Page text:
Such is the account I had from a descendant of the Dalmore family. There is another version of the story, however; but the one I have just given is likely to be the most correct. The other is more circumstantial, and reads better. It runs thus:—

‘His fruitless search had continued for three years, when a great meeting of the fighting men in Lochaber was arranged to take place in a tavern, in order to concert a raid, and also to divide the black mail levied on subject districts.

The inn where the meeting was to take place was a wide, long, low building, with a flat roof covered over with weeds and long grass. Three holes in the side walls, half closed up with sods, served the place of windows for the great hall. A huge table of rude masonry, covered over with flat stones, stretched from end to end, leaving a space for passage between the wall and the seats, which were also built of stone, and covered with moss and heather. A hole in the roof served for the egress of smoke, and a large opening in the front wall for a door; and along the wall strong juniper roots were inserted, whereon to hang their arms, etc., while they took refreshment. A partition divided this primitive hall from the innkeeper’s dwelling, equally primitive. Through a small wicket the refreshments were served to visitors.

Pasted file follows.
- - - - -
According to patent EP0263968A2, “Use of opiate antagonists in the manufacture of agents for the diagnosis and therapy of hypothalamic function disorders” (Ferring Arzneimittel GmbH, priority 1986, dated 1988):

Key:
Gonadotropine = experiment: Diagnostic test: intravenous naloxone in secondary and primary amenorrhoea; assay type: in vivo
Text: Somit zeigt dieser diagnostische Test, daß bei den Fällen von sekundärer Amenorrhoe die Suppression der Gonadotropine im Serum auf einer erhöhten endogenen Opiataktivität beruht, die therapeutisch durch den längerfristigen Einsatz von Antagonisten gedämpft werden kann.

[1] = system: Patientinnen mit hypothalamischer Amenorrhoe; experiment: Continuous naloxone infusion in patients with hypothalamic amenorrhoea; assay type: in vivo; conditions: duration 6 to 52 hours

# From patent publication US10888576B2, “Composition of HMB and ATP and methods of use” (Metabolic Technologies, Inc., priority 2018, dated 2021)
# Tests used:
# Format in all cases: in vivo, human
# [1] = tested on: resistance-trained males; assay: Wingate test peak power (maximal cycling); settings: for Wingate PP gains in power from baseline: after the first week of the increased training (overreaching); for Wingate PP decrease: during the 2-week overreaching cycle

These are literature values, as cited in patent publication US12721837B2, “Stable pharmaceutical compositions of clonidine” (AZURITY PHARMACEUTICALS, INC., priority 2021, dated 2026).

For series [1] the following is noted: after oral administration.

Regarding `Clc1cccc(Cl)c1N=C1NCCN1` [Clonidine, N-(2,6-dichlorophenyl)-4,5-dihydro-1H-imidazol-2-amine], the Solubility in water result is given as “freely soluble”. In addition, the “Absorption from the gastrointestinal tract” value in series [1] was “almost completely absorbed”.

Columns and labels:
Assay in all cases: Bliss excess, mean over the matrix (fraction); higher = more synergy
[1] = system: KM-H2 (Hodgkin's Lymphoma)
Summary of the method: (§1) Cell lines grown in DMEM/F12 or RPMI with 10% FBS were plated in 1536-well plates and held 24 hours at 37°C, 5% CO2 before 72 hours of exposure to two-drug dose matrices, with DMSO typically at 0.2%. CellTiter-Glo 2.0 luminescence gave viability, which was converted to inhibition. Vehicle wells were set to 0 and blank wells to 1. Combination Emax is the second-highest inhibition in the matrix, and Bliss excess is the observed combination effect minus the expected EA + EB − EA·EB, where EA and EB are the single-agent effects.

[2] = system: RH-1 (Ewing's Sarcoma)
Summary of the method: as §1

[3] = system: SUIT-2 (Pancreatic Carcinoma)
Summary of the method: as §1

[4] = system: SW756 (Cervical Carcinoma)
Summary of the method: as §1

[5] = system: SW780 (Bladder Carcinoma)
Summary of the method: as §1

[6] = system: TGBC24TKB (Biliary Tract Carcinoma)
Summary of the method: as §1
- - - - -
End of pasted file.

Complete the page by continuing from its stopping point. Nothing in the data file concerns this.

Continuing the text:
‘To this inn Gillespie repaired in good time, and so insinuated himself into the landlord’s good graces that he was permitted to sleep in a corner of the hall, covered up with heather.

When night descended, the Kern assembled in great force. A blaze of split pine roots burning on the table enlightened the whole company. The bag of black mail lay conspicuous beside the beacon. The guns, swords, dirks, and targes on the wall reflected the blaze fantastically. After the company had ate and drank plentifully, they began to amuse themselves: they talked, and roared, and laughed, and sang-; but Gillespie lay as still as if he heard them not. In this half-drunken humour they began to boast of their deeds. And as each was trying to get a hearing for himself, the chief rose up and ordered silence; then proposed that each man should in turn tell the most remarkable adventure of his life. The proposal was received with cheers.

‘One after another then rose and told his tale: a medley as wild as the assemblage, and as varied, each more fearful than the preceding.

“Silence!” shouted the chief, as he rose to tell his tale. It was the Cathfhearnach Dubh himself.

“I too,” he began, “have done many remarkable things in my life; but what I account my greatest feat, was the taking away of Gillespie Urrasac his grey mare while he was at supper; and the best shot that ever I fired was that which laid low Seumas Mor na pluice

Gillespie leaped midway from his bed to the table: his beggars’ rags fell from off him, while the barrel of a pistol glanced in his outstretched hand.

‘“Was it better than that?” he roared, as every eye glared upon him. A sharp report and bright flash followed. The blood spouted from the chief’s breast, as, leaping up in the air, he shrieked out, “Gillespie Urrasach!”—then fell backward dead.

The Kern seemed petrified into the stone on which they sat. Gillespie kicked the beacon through the hall; then seizing the bag of black mail, he glided like a shadow through the open door; and as soon as he cleared it, he put his hand upon the edge of the low roof, sprang upon it, and as the night was dark, lay concealed among the low grass.